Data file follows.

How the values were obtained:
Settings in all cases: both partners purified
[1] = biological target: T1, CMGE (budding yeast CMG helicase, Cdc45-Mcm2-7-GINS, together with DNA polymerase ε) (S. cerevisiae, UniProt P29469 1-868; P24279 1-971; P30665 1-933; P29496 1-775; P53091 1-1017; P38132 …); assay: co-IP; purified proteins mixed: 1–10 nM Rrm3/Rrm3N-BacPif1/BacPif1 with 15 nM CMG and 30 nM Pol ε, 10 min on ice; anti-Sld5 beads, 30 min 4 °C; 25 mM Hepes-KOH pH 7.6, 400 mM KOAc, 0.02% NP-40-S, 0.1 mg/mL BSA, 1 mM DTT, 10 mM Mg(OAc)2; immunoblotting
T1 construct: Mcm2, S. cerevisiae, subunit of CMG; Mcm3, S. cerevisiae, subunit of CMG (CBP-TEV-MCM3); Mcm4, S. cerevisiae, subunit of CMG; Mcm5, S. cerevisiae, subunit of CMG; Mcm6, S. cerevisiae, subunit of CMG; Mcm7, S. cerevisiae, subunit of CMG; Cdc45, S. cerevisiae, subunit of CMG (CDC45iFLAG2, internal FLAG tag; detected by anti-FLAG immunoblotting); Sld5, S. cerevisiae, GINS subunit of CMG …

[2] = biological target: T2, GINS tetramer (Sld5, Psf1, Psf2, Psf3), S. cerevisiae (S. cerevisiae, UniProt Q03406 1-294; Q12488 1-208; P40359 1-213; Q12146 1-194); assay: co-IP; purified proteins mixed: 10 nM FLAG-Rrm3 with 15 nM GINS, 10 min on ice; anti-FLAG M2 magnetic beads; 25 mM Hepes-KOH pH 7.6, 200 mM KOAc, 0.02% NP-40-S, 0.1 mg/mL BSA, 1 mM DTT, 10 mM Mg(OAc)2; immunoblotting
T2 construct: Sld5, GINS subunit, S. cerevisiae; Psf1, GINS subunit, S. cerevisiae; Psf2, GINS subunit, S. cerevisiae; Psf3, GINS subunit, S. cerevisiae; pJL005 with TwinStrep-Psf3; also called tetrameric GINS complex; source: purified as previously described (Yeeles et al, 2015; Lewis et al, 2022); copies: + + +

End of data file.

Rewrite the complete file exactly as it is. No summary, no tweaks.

How the values were obtained:
Settings in all cases: both partners purified
[1] = biological target: T1, CMGE (budding yeast CMG helicase, Cdc45-Mcm2-7-GINS, together with DNA polymerase ε) (S. cerevisiae, UniProt P29469 1-868; P24279 1-971; P30665 1-933; P29496 1-775; P53091 1-1017; P38132 …); assay: co-IP; purified proteins mixed: 1–10 nM Rrm3/Rrm3N-BacPif1/BacPif1 with 15 nM CMG and 30 nM Pol ε, 10 min on ice; anti-Sld5 beads, 30 min 4 °C; 25 mM Hepes-KOH pH 7.6, 400 mM KOAc, 0.02% NP-40-S, 0.1 mg/mL BSA, 1 mM DTT, 10 mM Mg(OAc)2; immunoblotting
T1 construct: Mcm2, S. cerevisiae, subunit of CMG; Mcm3, S. cerevisiae, subunit of CMG (CBP-TEV-MCM3); Mcm4, S. cerevisiae, subunit of CMG; Mcm5, S. cerevisiae, subunit of CMG; Mcm6, S. cerevisiae, subunit of CMG; Mcm7, S. cerevisiae, subunit of CMG; Cdc45, S. cerevisiae, subunit of CMG (CDC45iFLAG2, internal FLAG tag; detected by anti-FLAG immunoblotting); Sld5, S. cerevisiae, GINS subunit of CMG …

[2] = biological target: T2, GINS tetramer (Sld5, Psf1, Psf2, Psf3), S. cerevisiae (S. cerevisiae, UniProt Q03406 1-294; Q12488 1-208; P40359 1-213; Q12146 1-194); assay: co-IP; purified proteins mixed: 10 nM FLAG-Rrm3 with 15 nM GINS, 10 min on ice; anti-FLAG M2 magnetic beads; 25 mM Hepes-KOH pH 7.6, 200 mM KOAc, 0.02% NP-40-S, 0.1 mg/mL BSA, 1 mM DTT, 10 mM Mg(OAc)2; immunoblotting
T2 construct: Sld5, GINS subunit, S. cerevisiae; Psf1, GINS subunit, S. cerevisiae; Psf2, GINS subunit, S. cerevisiae; Psf3, GINS subunit, S. cerevisiae; pJL005 with TwinStrep-Psf3; also called tetrameric GINS complex; source: purified as previously described (Yeeles et al, 2015; Lewis et al, 2022); copies: + + +